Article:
According to the same study, CBD does not seem to have similar anxiety-raising properties, instead appearing “to decrease anxiety at all doses that have been tested.”
Social anxiety disorder is one of the more prevalent anxiety disorders, affecting 6.8% of the American population. However, it’s also one of the least-frequently diagnosed, with 80% of sufferers receiving no treatment.
Social anxiety is a fear of judgment, rejection, or being negatively received in a social situation. This is another type of anxiety that has long been associated with cannabis use, a correlation quantified in a 2002 study published in the American Medical Journal that found American adults suffering from social anxiety are “7 times more likely to develop a cannabis addiction.”
Researchers have found that medical cannabis could be “extremely attractive” as a treatment for social anxiety, although major questions still remain about the correct dosage levels and delivery methods. CBD has also been shown to help with social anxiety symptoms — for instance, in a study that challenged participants with a public speaking scenario.
Pain management is one of medical cannabis’s most heralded strengths, and it has shown to be effective for everything from arthritis-related inflammation to muscle soreness.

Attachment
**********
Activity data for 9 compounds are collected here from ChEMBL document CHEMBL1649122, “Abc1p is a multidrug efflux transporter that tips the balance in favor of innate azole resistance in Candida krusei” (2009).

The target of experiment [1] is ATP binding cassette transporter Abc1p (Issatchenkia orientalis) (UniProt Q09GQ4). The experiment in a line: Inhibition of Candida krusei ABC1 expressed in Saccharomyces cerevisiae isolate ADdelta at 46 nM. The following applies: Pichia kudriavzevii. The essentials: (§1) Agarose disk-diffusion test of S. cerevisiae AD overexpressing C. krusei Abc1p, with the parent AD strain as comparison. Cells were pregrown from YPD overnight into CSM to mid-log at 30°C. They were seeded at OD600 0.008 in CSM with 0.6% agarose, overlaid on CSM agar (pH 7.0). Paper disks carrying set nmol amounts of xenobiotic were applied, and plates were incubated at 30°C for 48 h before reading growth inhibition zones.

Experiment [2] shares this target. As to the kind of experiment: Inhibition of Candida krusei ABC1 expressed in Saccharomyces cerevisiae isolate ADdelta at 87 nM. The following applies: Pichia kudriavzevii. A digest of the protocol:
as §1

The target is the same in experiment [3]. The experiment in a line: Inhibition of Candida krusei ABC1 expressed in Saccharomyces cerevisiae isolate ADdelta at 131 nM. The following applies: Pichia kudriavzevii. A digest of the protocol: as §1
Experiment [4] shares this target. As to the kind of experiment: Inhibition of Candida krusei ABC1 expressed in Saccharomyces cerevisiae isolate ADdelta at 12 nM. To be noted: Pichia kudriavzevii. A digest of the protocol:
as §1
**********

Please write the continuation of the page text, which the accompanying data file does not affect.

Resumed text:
But it can also be an effective remedy for stress-based tension. There are a variety of ways that medical cannabis and CBD oil can help relieve tightness before it leads to more dire effects, such as back pain or headaches.
One way is with a topical cream, which restricts its effects to a localized area. If the tension isn’t restricted to a smaller area, another method such as cannabis-infused edibles or smoothies may work better.
While the science behind headaches isn’t fully understood, we do know that they’re often triggered by feelings of anxiety. Medical cannabis can be used to treat many varieties of headaches — for example, it’s frequently prescribed to help manage migraines.
Some migraine headaches are brought on by inflammation, which THC can help to reduce. Though this line of inquiry is new, a 2016 University of Colorado study produced some impressive results among a group of 121 migraine sufferers, showing that the use of THC helped decrease their frequency of migraines from 10.4 headaches per month to 4.6.
This treatment isn’t new, although it has gained increased relevance in the wake of growing concerns about the overprescription of opioids for self-reported conditions like migraines. Evidence for cannabis’s use in the treatment of headaches goes back to ancient Greek, Assyrian, and Ayurvedic traditions — it was even a preferred remedy of Queen Victoria’s head physician.
As we come to understand more about the proper administration of medical cannabis, it seems hopeful that more of its effects will be understood — and people with anxiety will have much to gain.
The content on cannabisMD is not intended to be a substitute for professional medical advice, diagnosis, or treatment. Always seek the advice of your physician or other qualified health provider with any questions you may have regarding a medical condition.